Comprehensive bail reform is complicated but possible in special legislative session
“We don’t want indigent people being in jail simply because of their economic status,” a local judge said, “but we also don’t want someone who’s committed a very violent offense to be out there to further commit crimes.”
BRYAN, Texas (KBTX) - Despite not getting passed during the biennial legislative session, bail reform remains a top priority for state lawmakers. District 12 Rep. Kyle Kacal confirms it will be included in a still to be announced special legislative session this month. While there were disagreements on some aspects of House Bill 20 and House Joint Resolution 4, the two sides agree that passing bail reform is a necessary step to ensure justice in the Lone Star State.
Prairie View A&M University Dean of Juvenile Justice and Psychology Camille Gibson says the current bail system is broken.
“There is the need to balance individual rights with community safety so there is room for change in Texas,” Gibson explained.
She said the state must do what it can to ensure those arrested, but not convicted of crimes, deserve access to bail. Gibson said that needs to be balanced with the ability for prosecutors and judges to evaluate defendants and determine whom among those may pose a risk to public safety. She said there is a need for judges to have the power to detain those individuals but argues that the language in some of the legislation can be too narrow.
“The requirement that persons accused of a sex offense where the victim is under 17 must be denied bail except in the most extraordinary circumstances,” Gibson gave as an example, “that could be a tricky situation because there are so many possibilities when we’re talking about young victims.”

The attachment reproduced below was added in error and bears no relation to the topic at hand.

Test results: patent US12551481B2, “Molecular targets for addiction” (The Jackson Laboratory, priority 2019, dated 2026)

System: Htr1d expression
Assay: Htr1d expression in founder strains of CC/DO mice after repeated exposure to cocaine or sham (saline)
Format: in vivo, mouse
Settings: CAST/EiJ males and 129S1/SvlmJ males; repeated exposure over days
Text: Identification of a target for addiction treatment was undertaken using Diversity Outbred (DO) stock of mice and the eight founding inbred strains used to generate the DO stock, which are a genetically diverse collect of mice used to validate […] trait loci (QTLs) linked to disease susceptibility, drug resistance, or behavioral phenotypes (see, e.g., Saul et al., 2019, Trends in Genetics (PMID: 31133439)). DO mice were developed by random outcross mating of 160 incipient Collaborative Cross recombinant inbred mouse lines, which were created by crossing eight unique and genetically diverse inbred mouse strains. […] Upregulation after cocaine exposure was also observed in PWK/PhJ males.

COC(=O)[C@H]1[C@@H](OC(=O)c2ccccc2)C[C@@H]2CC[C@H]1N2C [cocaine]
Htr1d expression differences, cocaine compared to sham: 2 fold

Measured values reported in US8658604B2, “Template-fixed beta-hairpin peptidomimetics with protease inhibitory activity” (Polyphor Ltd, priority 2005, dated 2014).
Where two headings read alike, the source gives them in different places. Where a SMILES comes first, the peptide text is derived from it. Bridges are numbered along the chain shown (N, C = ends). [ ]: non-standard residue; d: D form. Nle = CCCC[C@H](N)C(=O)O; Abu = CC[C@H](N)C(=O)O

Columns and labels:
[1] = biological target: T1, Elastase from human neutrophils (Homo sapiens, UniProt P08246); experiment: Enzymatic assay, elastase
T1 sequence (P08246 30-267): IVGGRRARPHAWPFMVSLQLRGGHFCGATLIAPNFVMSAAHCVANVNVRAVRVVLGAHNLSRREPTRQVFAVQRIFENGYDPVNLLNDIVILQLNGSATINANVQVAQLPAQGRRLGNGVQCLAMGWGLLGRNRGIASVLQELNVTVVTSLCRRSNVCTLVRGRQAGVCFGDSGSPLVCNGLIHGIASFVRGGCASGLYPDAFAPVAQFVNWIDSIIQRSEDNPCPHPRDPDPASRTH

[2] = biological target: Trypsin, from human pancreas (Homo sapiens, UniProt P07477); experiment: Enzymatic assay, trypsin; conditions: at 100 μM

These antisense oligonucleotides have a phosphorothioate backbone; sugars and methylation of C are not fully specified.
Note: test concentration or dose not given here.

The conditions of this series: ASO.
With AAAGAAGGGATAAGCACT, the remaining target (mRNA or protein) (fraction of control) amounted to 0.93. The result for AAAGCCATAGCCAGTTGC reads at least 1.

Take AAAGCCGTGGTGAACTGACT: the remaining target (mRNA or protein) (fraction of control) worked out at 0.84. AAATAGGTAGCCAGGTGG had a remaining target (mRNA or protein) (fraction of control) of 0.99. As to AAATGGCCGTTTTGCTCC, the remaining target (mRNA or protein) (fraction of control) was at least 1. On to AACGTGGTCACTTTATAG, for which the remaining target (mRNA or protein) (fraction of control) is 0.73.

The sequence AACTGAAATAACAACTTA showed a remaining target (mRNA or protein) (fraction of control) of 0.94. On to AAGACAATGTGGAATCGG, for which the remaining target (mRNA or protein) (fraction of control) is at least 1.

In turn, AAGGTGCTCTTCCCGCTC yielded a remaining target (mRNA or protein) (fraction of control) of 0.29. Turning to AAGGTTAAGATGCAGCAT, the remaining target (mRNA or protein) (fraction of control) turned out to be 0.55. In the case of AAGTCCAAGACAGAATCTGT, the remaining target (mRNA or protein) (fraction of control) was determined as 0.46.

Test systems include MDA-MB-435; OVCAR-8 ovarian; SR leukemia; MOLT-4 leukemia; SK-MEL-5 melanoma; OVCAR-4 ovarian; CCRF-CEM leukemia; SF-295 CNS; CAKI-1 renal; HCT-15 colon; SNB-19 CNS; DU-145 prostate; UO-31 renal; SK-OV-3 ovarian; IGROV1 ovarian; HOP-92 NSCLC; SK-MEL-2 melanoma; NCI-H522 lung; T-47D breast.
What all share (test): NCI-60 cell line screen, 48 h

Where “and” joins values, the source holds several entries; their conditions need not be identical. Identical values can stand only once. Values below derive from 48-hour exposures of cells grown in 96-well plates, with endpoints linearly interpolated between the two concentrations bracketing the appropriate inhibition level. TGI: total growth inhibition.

She said there should be a more thorough examination of the language used so as to allow judges and prosecutors more flexibility to determine what happens to the accused. Gibson explained the process for determining who should be denied bail will require judges to make a “careful assessment of dangerousness.”
“We do certainly hear about persons accused of various serious offenses who are back out on the streets rather quickly,” Gibson said.
But ultimately, Gibson reiterated that the key to sensible bail reform will be balance.
“We need to make sure that we are not routinely denying bail to persons simply because they’re poor,” Gibson explained, “and we need to have proper assessments available to judges to determine who is truly a potential flight risk and who, based on the totality of the facts that are before the court prior to trial, and based on what we know about the suspect, are persons who could indeed be dangerous to the victim, to potential witnesses, law enforcement, and the community. So we need rigorous assessments available to the judges so they can make some decisions about who gets bail.”
College Station Presiding Municipal Judge Ed Spillane said that’s exactly what he hopes forthcoming legislation provides.